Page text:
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Title:Growth regulation in the protozoan parasite Trypanosoma brucei: Evidence of tyrosine-specific protein kinase activity
Author(s):Alm, Elizabeth Wheeler
Doctoral Committee Chair(s):Shapiro, Stuart Z.
Department / Program:Pathobiology
Degree Granting Institution:University of Illinois at Urbana-Champaign
Subject(s):Biology, Cell
Agriculture, Animal Pathology
Biology, Veterinary Science
Abstract:Phosphorylation of proteins at tyrosine is an important mechanism for regulating cell growth and proliferation in metazoan organisms. This phosphorylation is conducted by a tyrosine-specific protein kinase. The activation of tyrosine kinases is an important step in transducing extracellular signals to a cell's interior. Until recently, protozoan organisms were thought not to possess tyrosine-specific protein kinases. This investigation demonstrates that Trypanosoma brucei, a protozoan parasite, has a tyrosine-specific protein kinase that plays a role in regulation of proliferation of this protozoan. Genistein, a tyrosine kinase inhibitor, prevented multiplication of the parasite and caused the trypanosomes to accumulate in the G2 or M phase of the cell cycle. An in vitro kinase assay demonstrated the presence of a kinase capable of phosphorylating an exogenous substrate at tyrosine, and genistein was able to reduce trypanosome-mediated phosphorylation of this substrate. Two-dimensional, thin-layer electrophoresis of alkali-hydrolyzed ($\sp{32}$P) -labeled total trypanosome protein revealed the presence of phosphotyrosine. An immunoblot of trypanosome proteins separated by sodium dodecyl sulfate-polyacrylamide gel electrophoresis and incubated with an anti-phosphotyrosine monoclonal antibody revealed the presence of a tyrosine phosphoprotein. An alkali digestion of ($\sp{32}$P) -labeled trypanosome proteins separated by sodium dodecyl sulfate-polyacrylamide gel electrophoresis indicated several additional proteins that may be phosphorylated at tyrosine. The phosphorylation of some of these proteins was sensitive to the inhibitor genistein. These results indicate that T. brucei has a tyrosine kinase that is involved in proliferation or growth regulation of the parasite and provide further evidence for the possibility of growth factor regulation and signal transduction in trypanosomes.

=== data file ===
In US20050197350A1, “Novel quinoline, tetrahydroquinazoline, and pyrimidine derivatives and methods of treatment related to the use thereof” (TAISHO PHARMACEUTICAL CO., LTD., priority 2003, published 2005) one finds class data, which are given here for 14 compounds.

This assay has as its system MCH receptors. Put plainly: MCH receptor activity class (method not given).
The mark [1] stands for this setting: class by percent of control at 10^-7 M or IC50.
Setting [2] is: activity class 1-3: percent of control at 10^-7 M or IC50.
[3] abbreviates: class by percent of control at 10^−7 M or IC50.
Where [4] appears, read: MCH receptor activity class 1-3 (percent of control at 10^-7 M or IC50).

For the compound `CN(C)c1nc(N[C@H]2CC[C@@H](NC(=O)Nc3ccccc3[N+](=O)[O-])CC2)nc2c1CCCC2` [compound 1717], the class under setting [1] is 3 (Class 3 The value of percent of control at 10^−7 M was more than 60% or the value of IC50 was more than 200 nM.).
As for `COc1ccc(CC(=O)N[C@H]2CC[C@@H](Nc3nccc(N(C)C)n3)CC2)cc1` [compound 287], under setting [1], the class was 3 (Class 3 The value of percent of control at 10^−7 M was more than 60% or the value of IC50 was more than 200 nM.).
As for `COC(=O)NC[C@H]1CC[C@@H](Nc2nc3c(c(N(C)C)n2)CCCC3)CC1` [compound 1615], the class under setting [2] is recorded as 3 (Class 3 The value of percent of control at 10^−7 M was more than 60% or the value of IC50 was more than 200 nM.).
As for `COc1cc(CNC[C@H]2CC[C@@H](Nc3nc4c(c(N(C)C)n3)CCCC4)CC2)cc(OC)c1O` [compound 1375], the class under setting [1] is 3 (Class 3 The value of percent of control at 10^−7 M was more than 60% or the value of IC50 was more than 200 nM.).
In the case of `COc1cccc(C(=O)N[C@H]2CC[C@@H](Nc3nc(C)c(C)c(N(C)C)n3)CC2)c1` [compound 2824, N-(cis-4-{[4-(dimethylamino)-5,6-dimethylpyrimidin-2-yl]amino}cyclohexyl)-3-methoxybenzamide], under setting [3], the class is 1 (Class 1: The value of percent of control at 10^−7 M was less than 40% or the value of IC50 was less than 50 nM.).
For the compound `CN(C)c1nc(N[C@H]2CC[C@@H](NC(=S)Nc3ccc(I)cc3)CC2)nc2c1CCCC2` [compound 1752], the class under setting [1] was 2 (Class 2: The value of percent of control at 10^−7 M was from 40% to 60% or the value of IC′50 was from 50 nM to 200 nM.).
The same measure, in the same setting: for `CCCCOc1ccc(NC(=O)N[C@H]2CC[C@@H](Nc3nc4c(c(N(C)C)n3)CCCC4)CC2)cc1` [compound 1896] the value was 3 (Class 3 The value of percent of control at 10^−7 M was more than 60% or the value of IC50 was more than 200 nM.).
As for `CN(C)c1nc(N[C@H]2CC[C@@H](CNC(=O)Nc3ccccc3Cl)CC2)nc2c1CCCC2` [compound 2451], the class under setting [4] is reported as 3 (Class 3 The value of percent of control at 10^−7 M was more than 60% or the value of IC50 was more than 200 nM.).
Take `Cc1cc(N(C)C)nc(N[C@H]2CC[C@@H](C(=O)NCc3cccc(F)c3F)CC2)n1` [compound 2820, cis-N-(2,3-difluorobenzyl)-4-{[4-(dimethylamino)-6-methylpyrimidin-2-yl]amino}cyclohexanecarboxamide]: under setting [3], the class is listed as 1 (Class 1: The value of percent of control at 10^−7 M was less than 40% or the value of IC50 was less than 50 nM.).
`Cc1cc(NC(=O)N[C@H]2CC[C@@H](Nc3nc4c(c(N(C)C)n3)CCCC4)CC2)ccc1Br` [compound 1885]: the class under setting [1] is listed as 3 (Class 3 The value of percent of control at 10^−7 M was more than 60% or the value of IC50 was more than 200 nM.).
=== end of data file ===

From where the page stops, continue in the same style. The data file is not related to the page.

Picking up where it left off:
Issue Date:1992
Rights Information:Copyright 1992 Alm, Elizabeth Wheeler
Date Available in IDEALS:2011-05-07
Identifier in Online Catalog:AAI9215765
OCLC Identifier:(UMI)AAI9215765

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